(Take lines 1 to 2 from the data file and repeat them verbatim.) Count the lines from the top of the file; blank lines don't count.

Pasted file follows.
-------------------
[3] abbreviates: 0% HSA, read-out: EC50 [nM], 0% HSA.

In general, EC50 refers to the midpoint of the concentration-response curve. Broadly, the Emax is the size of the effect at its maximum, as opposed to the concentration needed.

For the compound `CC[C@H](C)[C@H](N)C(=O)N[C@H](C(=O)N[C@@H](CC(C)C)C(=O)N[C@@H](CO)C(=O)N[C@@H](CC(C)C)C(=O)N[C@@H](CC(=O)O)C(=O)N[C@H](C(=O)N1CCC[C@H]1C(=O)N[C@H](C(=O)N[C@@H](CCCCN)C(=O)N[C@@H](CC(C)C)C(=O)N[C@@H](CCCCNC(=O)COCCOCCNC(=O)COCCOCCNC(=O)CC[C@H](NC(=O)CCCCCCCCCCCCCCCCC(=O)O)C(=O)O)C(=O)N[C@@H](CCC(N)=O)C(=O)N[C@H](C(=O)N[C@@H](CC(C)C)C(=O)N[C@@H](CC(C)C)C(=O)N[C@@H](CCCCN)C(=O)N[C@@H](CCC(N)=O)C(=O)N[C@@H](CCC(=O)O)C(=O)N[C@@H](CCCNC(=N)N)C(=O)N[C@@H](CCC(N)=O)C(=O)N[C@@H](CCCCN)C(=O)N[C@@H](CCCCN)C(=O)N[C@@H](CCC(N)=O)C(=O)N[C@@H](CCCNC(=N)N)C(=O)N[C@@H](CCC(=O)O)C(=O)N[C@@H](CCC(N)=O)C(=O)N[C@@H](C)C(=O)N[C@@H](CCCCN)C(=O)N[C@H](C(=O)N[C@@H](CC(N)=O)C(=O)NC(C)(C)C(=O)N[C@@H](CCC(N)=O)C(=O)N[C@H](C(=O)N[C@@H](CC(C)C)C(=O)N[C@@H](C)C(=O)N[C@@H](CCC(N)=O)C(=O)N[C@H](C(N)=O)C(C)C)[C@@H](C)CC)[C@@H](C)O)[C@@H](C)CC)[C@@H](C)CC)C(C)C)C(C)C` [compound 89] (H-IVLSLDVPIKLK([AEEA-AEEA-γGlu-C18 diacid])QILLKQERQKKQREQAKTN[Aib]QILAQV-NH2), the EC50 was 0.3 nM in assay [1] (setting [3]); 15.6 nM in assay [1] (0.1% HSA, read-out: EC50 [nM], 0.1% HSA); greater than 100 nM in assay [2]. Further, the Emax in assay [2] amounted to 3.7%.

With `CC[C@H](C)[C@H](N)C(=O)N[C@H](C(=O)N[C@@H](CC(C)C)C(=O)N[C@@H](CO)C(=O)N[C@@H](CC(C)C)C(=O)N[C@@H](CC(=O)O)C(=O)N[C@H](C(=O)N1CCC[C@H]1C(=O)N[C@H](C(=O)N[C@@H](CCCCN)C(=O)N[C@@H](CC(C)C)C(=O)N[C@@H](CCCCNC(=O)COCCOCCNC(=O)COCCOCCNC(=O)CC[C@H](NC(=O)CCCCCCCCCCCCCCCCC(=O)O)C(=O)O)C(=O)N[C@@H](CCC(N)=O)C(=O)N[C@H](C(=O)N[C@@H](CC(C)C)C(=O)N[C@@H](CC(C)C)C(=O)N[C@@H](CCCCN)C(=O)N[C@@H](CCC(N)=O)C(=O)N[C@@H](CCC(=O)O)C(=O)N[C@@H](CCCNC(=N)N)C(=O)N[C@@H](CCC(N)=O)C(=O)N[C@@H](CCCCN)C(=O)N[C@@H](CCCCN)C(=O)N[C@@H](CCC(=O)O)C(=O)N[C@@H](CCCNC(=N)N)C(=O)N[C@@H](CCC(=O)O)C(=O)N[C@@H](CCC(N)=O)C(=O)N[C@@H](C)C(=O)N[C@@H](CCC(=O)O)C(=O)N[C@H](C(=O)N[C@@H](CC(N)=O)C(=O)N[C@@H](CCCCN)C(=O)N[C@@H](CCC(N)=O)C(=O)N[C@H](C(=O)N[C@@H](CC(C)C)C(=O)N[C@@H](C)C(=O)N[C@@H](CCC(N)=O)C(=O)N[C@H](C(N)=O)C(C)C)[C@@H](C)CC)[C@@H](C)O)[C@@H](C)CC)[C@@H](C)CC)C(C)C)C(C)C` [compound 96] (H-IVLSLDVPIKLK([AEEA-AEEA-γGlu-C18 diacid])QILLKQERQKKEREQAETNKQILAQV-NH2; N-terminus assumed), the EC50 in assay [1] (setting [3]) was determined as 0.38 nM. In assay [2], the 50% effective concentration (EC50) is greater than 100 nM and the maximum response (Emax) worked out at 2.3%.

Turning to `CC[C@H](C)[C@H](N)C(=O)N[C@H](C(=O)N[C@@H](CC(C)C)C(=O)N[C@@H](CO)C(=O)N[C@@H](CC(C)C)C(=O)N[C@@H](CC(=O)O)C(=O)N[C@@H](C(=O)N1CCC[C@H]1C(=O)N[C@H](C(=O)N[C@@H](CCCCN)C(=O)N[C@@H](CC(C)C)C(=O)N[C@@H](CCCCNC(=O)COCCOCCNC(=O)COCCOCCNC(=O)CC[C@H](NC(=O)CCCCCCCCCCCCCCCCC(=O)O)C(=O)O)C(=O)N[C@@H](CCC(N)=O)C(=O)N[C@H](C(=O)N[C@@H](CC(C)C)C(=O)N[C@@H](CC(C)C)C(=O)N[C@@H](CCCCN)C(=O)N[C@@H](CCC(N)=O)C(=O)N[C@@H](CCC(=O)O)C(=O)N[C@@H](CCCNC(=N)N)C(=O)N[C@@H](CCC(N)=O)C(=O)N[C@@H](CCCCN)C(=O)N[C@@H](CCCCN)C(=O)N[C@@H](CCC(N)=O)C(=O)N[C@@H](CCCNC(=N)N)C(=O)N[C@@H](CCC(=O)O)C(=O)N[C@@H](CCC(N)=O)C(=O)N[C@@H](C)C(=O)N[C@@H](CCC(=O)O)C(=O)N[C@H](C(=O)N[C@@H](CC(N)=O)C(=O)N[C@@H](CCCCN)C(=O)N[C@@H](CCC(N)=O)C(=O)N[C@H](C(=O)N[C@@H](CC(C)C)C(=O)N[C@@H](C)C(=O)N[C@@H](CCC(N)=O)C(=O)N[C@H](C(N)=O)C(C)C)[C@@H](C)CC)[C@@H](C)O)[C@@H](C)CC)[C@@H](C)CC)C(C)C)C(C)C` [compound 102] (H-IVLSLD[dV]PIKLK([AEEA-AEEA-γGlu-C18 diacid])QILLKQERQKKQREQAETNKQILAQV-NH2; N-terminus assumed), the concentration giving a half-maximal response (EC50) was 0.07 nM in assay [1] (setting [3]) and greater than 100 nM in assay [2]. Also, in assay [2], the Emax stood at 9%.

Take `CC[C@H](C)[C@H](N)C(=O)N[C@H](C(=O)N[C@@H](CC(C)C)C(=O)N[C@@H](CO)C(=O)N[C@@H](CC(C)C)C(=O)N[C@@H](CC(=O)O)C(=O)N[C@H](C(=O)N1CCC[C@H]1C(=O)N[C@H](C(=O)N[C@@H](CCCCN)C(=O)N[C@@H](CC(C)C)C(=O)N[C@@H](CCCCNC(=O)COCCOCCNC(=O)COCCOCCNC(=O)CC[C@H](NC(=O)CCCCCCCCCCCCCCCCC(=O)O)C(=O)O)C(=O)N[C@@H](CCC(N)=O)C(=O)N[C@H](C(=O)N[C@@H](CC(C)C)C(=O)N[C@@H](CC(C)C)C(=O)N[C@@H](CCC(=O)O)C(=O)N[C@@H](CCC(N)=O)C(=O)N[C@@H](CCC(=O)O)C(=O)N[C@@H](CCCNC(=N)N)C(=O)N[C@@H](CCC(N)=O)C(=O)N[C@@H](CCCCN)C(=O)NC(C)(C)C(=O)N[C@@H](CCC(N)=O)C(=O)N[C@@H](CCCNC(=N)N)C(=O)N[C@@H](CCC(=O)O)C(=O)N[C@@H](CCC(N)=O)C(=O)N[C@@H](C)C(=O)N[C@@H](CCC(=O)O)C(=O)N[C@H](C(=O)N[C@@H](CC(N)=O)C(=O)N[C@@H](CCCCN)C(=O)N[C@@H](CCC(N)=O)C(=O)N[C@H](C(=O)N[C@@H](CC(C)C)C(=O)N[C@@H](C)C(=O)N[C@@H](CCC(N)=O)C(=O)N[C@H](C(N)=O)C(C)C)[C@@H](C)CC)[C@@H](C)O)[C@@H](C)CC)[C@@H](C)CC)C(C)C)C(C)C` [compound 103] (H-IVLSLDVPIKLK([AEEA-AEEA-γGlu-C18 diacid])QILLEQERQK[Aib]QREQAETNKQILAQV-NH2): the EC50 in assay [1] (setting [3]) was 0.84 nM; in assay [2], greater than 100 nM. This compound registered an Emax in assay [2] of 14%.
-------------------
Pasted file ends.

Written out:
[3] abbreviates: 0% HSA, read-out: EC50 [nM], 0% HSA.

In general, EC50 refers to the midpoint of the concentration-response curve. Broadly, the Emax is the size of the effect at its maximum, as opposed to the concentration needed.